Drops in a bucket


Catching rainwater in a barrel can lead to savings for your wallet and can help save the environment

June 28, 2008|By ROB KASPER

If you're looking to be more green this summer, or if at least you'd like your garden to be, a rain barrel could be the solution.

The old-time practice of collecting rainwater is becoming increasingly popular in urban, environmentally conscious communities. Rain barrels are not only good for the environment - conserving water and reducing run off - they make watering your plants a little easier on the pocketbook, as well.

Rain barrels are sold online, at big-box hardware stores and at make-your-own rain barrel workshops held by local watershed associations. These groups also sell ready-made barrels.

FOR THE RECORD - A June 28 article in Go Today on how to make a rain barrel gave incorrect sizes for two drill holes on the side of the barrel. The top hole, or overflow hole, is 1 1/2 inches wide,. The bottom hole or tap hole, is 3/4 inches wide.
The Sun regrets the error.

The barrels range from fancy wooden vessels that once held wine and cost hundreds of dollars to simple, not exactly stunning-looking plastic drums that once held a component of fountain soda and cost about $70.

Catching rain in a barrel does several good things for your household budget and more for the environment, barrel advocates say. Tapping the barrel to soak your garden and lawn cuts your water bill. A rain barrel can save most homeowners about 1,300 gallons of water during the peak summer months, according to the Maryland Environmental Design Program, part of the state's Department of Natural Resources.

In communities like Baltimore City, which use water-meter readings to compute an additional fee for sewage use, the savings could be doubled. If, for example, the water meter reports you use 100 gallons less of water, the sewage-use bill also drops by 100 gallons.

In addition, rain barrels divert water from storm drains and decrease the impact of runoff. After big storms, the deluge of water cascading into streams from parking lots and other impervious surfaces, causes flooding and erosion, said Darin Crew, watershed restoration manager at Herring Run in Baltimore.

This cascade of water creates so-called "flashy streams," Crew said, in which the height of the water and the channel fluctuate, making it difficult for fish and other wildlife to thrive, he said. Most of the streams in the Baltimore area - Herring Run, Jones Falls, Gwynns Falls, included - are "flashy," he said.

Crew conceded that preventing one barrel's worth of water, 55 gallons, from gushing into a stream is a proverbial drop in the bucket. But he said the long-term effects of using a rain barrel can be both incremental and psychological.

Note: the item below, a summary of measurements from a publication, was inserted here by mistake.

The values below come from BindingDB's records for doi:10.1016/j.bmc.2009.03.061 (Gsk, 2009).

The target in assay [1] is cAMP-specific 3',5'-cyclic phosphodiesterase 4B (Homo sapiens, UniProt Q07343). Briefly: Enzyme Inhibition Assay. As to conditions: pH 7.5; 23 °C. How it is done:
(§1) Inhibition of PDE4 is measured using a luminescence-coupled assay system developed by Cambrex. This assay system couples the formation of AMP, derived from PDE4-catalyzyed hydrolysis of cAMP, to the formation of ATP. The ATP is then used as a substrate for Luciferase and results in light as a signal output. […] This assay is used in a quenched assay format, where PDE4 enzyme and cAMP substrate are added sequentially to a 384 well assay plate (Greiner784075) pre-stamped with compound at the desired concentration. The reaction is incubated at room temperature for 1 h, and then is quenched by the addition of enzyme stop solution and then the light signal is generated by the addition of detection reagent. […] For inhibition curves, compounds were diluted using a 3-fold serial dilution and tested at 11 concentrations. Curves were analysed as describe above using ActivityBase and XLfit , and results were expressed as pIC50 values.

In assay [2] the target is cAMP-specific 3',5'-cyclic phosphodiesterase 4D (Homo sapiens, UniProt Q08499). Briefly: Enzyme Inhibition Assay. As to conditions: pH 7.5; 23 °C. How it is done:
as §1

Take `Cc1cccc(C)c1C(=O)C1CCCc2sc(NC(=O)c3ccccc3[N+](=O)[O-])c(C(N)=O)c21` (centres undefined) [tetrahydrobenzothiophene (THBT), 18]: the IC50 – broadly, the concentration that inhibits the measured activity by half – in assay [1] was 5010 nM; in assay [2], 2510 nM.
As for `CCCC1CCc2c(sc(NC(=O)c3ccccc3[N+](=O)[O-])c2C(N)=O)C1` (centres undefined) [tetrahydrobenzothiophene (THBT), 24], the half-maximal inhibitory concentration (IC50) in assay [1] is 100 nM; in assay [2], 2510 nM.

During the spring, summer and fall in Maryland, one rain barrel could go through the cycle of being filled and drained some 20 times. That adds up to 1,100 gallons of water that would have gone down the drain, or more precisely into a storm sewer.

When you get a rain barrel, you also buy in to what the advocates call the "culture of rainwater collection."

Barbara and Frank Cutko have two rain barrels at their home near Belvedere Square. She is planning to add more. She waters her flower beds with soaker hoses connected to the tap at the bottom of a barrel.

An avid gardener, she said catching rain in barrels is a good way to cope with the weather cycles of a typical Maryland summer.

"We get few drizzly days in the summer, when the rain soaks the ground," she said "Mostly we get thunderstorms and the water washes away. A rain barrel salvages the water," she said.

Thunderstorms fill up her rain barrels, then in a few days, when her garden needs a drink, she taps the stored water.

There are drawbacks to using rain barrels. All barrels are not gorgeous. The plastic ones usually have to be gussied up, or integrated into the landscape. Cutko spray-painted her white plastic barrels to match the siding of her home.

The system relies on gravity to move the water, so there is a limit to how far a hose can extend from the barrel. Mounting the barrels off the ground, which is required in Baltimore, helps the water flow. Connecting the rain barrel to a downspout requires cutting the downspout with a saw. Also, the expansion and contraction caused by ice in the winter usually prompt rain-barrel owners to take the vessel indoors and out of service during the coldest months.

A while back, on a humid afternoon, I watched Crew and his colleague Ashley Traut transform a couple of 55-gallon plastic barrels into rain barrels.

The transformation process consisted of cutting three holes in the barrel. The first hole was the largest, an opening about 8 inches wide, cut with a spiral saw called a Roto Zip that is designed to cut circles. This inlet hole, Traut said, was where the flow from the downspout would enter the barrel.

Later, Traut fitted a basket with a wire mesh top into this hole. This basket, he said, would catch debris and keep mosquitoes from entering the barrel.

He used a power drill to cut the second hole - about 3/4 inch - near the top of the barrel. This was a hole for the overflow valve. He used the drill and a bigger bit to cut the third hole, near the bottom of the barrel. This opening, which was about 1 1/2 inches wide, which would house the tap valve.

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